In the corner of my mum’s property, hidden behind the bracken, there’s a tiny pet cemetery from the 1930s. It only has two headstones, commemorating some dogs whose owners are by now in the ground as well. Patti and I discovered it soon after Mum moved into her house in the forest that surrounds it. We though it was the coolest thing ever.
We always romanticized death and its trappings; our morbid fascinations drew us together from the day we met. We delighted in the fact that Patti’s dad had driven a hearse and regularly played cards with morticians. We had Day of the Dead parties with a coffin full of corn chips our house decorated with Mexican papier mache skeletons.
We would pull the car over at any graveyard we passed, then study the graves for funny names or tombstones carved with portraits of the deceased or symbols of their hobbies — guitars or classic cars. We loved Philadelphia’s Mutter Museum for its ghoulish exhibits and Pere LaChaise cemetery in Paris where we paid our lack of respect to Oscar Wilde and Edith Piaf.
Patti gave me a lovely watercolor of a cemetery to hang in my office. We collected books of death photos, horrendous images of bloated corpses in kitchen chairs and skeletal remains in the bathtub.
When Patti was a few months pregnant, we stumbled on a section of a graveyard in upstate New York fdedicated to still borns and infant deaths. She insisted on having her picture taken with wee Jack yet in utyero,
Disturbing, right? It all seems like foreshadowing, which of course it was. We always knew we’d die, but somehow micking and delighting in death seemd like a harmless prank. The closer one gets to death and contemplates one’s mortality, the Buddhists say, the less one will fear it.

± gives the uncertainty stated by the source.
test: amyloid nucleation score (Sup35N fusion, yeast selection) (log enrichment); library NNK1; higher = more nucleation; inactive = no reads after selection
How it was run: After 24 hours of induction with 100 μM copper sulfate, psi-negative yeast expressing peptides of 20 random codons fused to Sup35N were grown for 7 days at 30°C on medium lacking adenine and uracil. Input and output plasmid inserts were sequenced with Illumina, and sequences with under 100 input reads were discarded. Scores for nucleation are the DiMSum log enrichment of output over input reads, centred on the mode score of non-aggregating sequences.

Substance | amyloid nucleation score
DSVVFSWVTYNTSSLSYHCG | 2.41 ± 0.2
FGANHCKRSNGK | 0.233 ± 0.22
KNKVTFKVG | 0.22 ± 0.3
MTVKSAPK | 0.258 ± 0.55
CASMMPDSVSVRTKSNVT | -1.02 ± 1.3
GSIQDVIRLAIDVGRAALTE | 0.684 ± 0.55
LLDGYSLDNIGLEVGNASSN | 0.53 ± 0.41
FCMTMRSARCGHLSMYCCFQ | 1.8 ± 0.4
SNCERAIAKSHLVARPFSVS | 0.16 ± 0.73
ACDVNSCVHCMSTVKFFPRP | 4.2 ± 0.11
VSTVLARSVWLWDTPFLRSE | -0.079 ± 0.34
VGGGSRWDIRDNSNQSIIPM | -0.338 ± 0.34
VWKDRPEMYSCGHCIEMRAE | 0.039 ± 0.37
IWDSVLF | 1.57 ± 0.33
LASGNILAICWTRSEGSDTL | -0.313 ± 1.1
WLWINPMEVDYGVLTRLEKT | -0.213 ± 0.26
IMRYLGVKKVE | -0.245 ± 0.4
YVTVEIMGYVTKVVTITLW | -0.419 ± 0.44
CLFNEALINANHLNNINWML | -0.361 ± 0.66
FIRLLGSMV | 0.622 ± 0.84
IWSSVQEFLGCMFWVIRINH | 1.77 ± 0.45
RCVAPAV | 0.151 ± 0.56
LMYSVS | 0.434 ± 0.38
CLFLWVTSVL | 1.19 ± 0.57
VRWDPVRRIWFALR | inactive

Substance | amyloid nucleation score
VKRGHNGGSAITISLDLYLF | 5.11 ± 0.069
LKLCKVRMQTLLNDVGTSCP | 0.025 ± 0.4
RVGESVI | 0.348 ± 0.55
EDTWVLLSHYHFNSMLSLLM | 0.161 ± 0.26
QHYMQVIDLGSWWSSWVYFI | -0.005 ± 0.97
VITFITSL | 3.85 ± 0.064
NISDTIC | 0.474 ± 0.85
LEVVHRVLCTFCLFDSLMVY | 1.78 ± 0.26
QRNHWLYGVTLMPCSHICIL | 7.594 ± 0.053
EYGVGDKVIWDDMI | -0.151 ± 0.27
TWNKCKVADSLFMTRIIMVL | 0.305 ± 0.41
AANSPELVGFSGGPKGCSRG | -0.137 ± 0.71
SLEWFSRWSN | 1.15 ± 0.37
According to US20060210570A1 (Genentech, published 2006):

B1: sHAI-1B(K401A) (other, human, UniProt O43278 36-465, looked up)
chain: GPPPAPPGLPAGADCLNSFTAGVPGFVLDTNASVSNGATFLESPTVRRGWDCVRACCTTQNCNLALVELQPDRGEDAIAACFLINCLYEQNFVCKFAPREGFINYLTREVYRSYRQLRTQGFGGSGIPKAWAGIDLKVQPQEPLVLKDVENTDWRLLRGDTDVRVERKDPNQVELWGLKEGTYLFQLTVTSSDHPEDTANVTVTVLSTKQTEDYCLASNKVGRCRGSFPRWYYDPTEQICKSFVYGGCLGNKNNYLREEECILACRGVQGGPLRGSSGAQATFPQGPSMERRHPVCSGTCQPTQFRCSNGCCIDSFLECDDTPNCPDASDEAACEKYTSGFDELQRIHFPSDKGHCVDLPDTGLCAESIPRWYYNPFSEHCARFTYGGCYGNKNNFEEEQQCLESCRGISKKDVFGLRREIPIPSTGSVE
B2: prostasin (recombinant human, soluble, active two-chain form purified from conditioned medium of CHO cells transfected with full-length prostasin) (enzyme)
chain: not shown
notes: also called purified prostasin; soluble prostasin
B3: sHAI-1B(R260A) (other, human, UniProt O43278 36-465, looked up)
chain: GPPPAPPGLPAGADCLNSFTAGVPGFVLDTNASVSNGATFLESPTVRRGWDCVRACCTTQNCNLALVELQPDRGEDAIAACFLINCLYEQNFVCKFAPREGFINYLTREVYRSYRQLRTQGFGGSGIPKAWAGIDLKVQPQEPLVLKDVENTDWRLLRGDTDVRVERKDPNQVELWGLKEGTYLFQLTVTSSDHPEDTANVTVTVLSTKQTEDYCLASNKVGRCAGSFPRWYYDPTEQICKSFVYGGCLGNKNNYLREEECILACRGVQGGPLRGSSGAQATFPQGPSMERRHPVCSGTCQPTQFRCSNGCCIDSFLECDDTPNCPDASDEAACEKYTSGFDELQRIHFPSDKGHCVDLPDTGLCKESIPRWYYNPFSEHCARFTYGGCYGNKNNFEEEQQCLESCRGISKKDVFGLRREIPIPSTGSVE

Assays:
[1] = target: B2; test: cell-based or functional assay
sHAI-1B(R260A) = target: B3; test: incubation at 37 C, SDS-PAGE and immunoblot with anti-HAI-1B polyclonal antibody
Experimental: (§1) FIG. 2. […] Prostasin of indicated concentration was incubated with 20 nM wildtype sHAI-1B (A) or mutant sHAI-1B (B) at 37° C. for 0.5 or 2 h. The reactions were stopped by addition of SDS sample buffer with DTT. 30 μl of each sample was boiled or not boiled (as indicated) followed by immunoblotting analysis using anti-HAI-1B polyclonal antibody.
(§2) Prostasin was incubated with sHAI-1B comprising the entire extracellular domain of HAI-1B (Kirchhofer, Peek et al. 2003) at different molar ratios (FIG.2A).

It didn’t really work, at least not for me. I was always fairly anxious about my own death, even more so about Patti’s. When we had to put our dog Frank to sleep, we were both hit hard; we couldn’t even bring ourselves to claim his body, despite years of joking that when he’d die, we’d add him to our taxidermy collection.
When Ninny, my mother’s mother died, I took it okay initially; she’d left us long before in haze of Alzheimer’s. But I was one of her pall bearers, carrying her shrouded body on a stretcher to a hole in Jerusalem’s Mount of Olives, her bony foot thumping against my hand with each step. We slid her into the hole, in what I thought would be a gesture akin to planting one of her beloved rose bushes, but it was hollow and scary and reeked of eternal void.
When my sister lost her husband, after just a year of marriage, I tried to be the strong one. We sat with Brian’s body face down on the couch for much of the day, then through yet another Irish wake, then an unrecognizable funeral. It was unimaginable that he was gone, but my sister somehow persevered, and even blossomed in the years that followed.
When my beloved mother-in-law, Phyllis, died in her living room after an endless death match with lung cancer, Patti was in attendance, holding her hand through the last agonizing days. That memory scarred her, Death shoving its loathsome face in hers, and steeling her somehow for the inevitable. Patti knew she would die one day and never wanted to go through such hell, she told me, but now she wasn’t scared of anything. Anything.
We stopped mocking Death as we grew older. It was no longer a country on the other side of the world but slowly crept over the horizon. We could see it now, the new home of twenty or more of the people who’d attended our wedding, some old, some gay, some just unlucky. It was getting familiar, inevitable, and much less of a joke.
Today, at least, I don’t fear it, not nearly as I did just a season ago. I have less to lose here in the land of the living. I still love life, don’t get me wrong, but for today, it has less to offer.